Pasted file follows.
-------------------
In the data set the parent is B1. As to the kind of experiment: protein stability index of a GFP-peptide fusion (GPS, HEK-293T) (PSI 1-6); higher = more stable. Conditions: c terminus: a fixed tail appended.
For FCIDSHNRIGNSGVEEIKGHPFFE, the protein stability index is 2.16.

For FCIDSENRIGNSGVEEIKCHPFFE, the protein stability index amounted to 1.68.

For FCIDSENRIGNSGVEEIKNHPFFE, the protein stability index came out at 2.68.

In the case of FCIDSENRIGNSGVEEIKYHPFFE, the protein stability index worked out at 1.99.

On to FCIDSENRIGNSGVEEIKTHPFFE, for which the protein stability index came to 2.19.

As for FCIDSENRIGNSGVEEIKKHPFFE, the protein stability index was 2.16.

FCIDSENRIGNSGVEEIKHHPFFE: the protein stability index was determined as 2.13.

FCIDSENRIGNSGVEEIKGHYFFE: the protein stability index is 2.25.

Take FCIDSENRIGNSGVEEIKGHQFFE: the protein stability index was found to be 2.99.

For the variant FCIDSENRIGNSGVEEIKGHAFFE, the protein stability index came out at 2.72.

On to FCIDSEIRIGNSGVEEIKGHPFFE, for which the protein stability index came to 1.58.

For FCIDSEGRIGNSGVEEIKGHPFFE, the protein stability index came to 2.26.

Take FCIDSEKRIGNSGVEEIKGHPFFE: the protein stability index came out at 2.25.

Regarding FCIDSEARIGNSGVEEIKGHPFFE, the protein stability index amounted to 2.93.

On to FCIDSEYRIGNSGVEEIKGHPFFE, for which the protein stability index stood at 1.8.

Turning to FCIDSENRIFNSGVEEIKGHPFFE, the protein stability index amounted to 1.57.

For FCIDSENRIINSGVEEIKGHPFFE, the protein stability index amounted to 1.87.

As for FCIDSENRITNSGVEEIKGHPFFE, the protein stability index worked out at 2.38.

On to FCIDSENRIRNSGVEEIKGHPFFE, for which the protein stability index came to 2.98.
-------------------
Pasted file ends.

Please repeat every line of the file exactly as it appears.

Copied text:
In the data set the parent is B1. As to the kind of experiment: protein stability index of a GFP-peptide fusion (GPS, HEK-293T) (PSI 1-6); higher = more stable. Conditions: c terminus: a fixed tail appended.
For FCIDSHNRIGNSGVEEIKGHPFFE, the protein stability index is 2.16.

For FCIDSENRIGNSGVEEIKCHPFFE, the protein stability index amounted to 1.68.

For FCIDSENRIGNSGVEEIKNHPFFE, the protein stability index came out at 2.68.

In the case of FCIDSENRIGNSGVEEIKYHPFFE, the protein stability index worked out at 1.99.

On to FCIDSENRIGNSGVEEIKTHPFFE, for which the protein stability index came to 2.19.

As for FCIDSENRIGNSGVEEIKKHPFFE, the protein stability index was 2.16.

FCIDSENRIGNSGVEEIKHHPFFE: the protein stability index was determined as 2.13.

FCIDSENRIGNSGVEEIKGHYFFE: the protein stability index is 2.25.

Take FCIDSENRIGNSGVEEIKGHQFFE: the protein stability index was found to be 2.99.

For the variant FCIDSENRIGNSGVEEIKGHAFFE, the protein stability index came out at 2.72.

On to FCIDSEIRIGNSGVEEIKGHPFFE, for which the protein stability index came to 1.58.

For FCIDSEGRIGNSGVEEIKGHPFFE, the protein stability index came to 2.26.

Take FCIDSEKRIGNSGVEEIKGHPFFE: the protein stability index came out at 2.25.

Regarding FCIDSEARIGNSGVEEIKGHPFFE, the protein stability index amounted to 2.93.

On to FCIDSEYRIGNSGVEEIKGHPFFE, for which the protein stability index stood at 1.8.

Turning to FCIDSENRIFNSGVEEIKGHPFFE, the protein stability index amounted to 1.57.

For FCIDSENRIINSGVEEIKGHPFFE, the protein stability index amounted to 1.87.

As for FCIDSENRITNSGVEEIKGHPFFE, the protein stability index worked out at 2.38.

On to FCIDSENRIRNSGVEEIKGHPFFE, for which the protein stability index came to 2.98.